July 2013
Volume 13, Issue 9
Free
Vision Sciences Society Annual Meeting Abstract  |   July 2013
Overestimation of the numbers of elements in a three-dimensional stimulus compared with a two-dimensional stimulus
Author Affiliations
  • Saori Aida
    Graduate School of Marine Science and Technology, Tokyo University of Marine Science and Technology
  • Tsutomu Kusano
    Graduate School of Marine Science and Technology, Tokyo University of Marine Science and Technology
  • Koichi Shimono
    Graduate School of Marine Science and Technology, Tokyo University of Marine Science and Technology
Journal of Vision July 2013, Vol.13, 1229. doi:10.1167/13.9.1229
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      Saori Aida, Tsutomu Kusano, Koichi Shimono; Overestimation of the numbers of elements in a three-dimensional stimulus compared with a two-dimensional stimulus. Journal of Vision 2013;13(9):1229. doi: 10.1167/13.9.1229.

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      © ARVO (1962-2015); The Authors (2016-present)

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Abstract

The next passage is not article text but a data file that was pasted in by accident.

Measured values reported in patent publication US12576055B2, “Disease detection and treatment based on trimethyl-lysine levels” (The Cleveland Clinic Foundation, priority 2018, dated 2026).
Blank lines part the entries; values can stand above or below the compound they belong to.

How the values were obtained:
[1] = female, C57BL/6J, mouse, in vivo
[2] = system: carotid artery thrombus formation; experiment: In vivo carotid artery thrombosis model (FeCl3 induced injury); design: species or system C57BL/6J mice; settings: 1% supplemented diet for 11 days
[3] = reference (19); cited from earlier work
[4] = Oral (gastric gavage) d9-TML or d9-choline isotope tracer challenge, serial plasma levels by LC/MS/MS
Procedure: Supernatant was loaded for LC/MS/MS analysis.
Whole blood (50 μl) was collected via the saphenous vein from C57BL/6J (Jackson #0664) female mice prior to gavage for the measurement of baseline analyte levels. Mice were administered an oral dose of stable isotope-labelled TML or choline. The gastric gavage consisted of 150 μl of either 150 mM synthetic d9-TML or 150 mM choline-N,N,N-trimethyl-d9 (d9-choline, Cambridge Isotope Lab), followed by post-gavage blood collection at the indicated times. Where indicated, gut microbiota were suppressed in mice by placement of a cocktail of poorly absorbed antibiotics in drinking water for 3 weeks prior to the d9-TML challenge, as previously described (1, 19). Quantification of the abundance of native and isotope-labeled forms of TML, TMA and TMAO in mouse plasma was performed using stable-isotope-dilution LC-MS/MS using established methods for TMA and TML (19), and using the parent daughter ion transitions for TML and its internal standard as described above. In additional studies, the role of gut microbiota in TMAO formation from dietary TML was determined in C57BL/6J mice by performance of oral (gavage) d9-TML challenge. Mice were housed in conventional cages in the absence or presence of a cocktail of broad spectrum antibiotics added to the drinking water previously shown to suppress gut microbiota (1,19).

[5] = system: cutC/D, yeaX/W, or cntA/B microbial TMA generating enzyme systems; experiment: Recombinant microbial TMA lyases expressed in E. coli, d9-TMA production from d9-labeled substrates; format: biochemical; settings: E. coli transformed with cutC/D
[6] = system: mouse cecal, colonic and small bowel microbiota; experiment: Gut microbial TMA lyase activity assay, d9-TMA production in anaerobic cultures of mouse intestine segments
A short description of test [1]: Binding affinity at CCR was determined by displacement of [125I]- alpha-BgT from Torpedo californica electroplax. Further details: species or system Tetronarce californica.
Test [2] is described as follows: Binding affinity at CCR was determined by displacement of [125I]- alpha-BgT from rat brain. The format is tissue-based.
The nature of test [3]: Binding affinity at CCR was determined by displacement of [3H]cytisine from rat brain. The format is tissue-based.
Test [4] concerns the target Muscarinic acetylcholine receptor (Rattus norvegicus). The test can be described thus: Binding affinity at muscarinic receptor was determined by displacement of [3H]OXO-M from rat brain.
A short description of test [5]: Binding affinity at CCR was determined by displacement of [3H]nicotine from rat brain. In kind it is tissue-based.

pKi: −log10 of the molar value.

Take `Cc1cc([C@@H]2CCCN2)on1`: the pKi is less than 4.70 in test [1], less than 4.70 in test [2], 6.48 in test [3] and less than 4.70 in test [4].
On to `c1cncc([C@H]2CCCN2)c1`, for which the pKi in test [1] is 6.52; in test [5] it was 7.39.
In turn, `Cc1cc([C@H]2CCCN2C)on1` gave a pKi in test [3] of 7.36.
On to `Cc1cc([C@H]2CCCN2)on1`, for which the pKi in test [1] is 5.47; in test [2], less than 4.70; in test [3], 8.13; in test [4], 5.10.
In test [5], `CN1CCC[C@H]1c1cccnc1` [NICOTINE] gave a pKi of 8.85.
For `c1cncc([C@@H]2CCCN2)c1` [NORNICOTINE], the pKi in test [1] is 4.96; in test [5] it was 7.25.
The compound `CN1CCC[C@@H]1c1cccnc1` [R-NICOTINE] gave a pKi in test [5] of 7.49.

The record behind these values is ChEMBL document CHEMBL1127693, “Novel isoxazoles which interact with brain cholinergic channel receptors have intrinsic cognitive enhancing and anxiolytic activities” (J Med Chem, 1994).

Although many researchers have investigated numerosity judgments, they have tended to focus on numerosity judgments of two-dimensional (2D) stimuli. However, recently, Aida et al (2012) and Schütz (2012) suggested that the numerosity judgment of a three-dimensional (3D) stimulus has an essentially different nature from that of a 2D stimulus. We investigated whether the number of elements of a 3D stimulus (when fused, two transparent surfaces are observed in the same visual direction) would be judged as larger than those of a 2D stimulus (when fused, a single surface is observed) even when both stimuli consisted of the same number of elements. Participants’ numerosity judgments in a stereoscopic space were examined in three experiments, where 2D and 3D stimuli (random-dot stereograms) were presented side-by-side on a monitor and viewed from a distance of 60 cm. In the experiments, participants completed a numerosity discrimination task, where they judged which of the two stimuli had a larger number of elements. Results showed that (1) the 3D stimulus was thought to contain more elements than the 2D stimulus, even when both had the same number of elements, (2) the amount of overestimation increased as a function of the number of elements and relative disparity between the two surfaces of the 3D stimulus, and (3) the ratio of the number of elements in the front surface to that in the back surface of the 3D stimulus had no effect on the amount of overestimation. These results indicate that overestimation in numerosity judgments occurs in stereo domains, suggesting that the visual system takes into account those elements that are possibly hidden by the front surface.

Meeting abstract presented at VSS 2013

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